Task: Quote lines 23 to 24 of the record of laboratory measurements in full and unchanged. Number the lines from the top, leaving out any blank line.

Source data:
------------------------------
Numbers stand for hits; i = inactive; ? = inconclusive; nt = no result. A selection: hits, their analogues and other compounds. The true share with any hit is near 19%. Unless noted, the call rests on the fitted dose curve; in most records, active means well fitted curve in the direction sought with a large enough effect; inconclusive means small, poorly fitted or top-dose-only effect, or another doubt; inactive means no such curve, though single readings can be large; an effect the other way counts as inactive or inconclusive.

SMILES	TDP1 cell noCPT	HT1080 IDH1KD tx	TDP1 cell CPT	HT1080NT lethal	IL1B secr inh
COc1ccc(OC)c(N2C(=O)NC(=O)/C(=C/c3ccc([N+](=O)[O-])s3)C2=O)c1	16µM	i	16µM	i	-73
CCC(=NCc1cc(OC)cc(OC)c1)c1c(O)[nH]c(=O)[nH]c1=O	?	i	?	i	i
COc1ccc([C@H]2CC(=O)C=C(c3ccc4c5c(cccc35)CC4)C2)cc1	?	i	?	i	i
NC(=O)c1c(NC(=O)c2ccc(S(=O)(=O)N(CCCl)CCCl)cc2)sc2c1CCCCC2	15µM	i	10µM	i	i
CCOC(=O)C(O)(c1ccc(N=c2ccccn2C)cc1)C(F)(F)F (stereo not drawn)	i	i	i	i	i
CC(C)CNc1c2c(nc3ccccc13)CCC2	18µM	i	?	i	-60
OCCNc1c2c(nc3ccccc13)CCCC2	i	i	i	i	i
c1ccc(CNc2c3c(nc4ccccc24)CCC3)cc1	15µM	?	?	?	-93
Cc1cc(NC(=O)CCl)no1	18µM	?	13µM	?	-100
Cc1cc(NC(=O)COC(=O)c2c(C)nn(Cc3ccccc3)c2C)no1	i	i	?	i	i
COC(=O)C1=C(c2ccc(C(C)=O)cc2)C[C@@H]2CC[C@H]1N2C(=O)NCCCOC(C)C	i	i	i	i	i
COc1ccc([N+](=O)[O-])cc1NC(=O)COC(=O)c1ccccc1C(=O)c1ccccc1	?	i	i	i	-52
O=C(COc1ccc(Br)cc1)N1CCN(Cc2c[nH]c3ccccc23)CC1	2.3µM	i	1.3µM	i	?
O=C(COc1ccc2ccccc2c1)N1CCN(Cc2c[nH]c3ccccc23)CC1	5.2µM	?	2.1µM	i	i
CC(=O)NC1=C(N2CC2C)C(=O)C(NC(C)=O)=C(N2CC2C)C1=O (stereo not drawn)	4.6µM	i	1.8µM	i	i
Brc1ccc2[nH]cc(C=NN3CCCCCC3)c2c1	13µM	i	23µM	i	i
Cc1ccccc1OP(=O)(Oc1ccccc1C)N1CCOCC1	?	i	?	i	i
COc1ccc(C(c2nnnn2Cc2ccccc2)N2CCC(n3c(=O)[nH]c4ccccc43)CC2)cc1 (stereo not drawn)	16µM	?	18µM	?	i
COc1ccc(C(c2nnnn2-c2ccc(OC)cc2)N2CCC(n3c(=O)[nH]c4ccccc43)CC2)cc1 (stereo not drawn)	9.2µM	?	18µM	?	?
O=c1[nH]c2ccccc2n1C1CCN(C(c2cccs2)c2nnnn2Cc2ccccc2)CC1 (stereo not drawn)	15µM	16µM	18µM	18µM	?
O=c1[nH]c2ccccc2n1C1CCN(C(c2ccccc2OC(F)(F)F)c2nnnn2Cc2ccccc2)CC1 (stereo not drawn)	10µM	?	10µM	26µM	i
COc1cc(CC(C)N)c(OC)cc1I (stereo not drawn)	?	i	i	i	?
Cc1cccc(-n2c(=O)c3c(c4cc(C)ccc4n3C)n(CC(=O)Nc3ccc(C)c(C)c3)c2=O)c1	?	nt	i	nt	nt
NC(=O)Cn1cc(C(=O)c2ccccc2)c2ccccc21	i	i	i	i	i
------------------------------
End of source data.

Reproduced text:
O=c1[nH]c2ccccc2n1C1CCN(C(c2ccccc2OC(F)(F)F)c2nnnn2Cc2ccccc2)CC1 (stereo not drawn)	10µM	?	10µM	26µM	i
COc1cc(CC(C)N)c(OC)cc1I (stereo not drawn)	?	i	i	i	?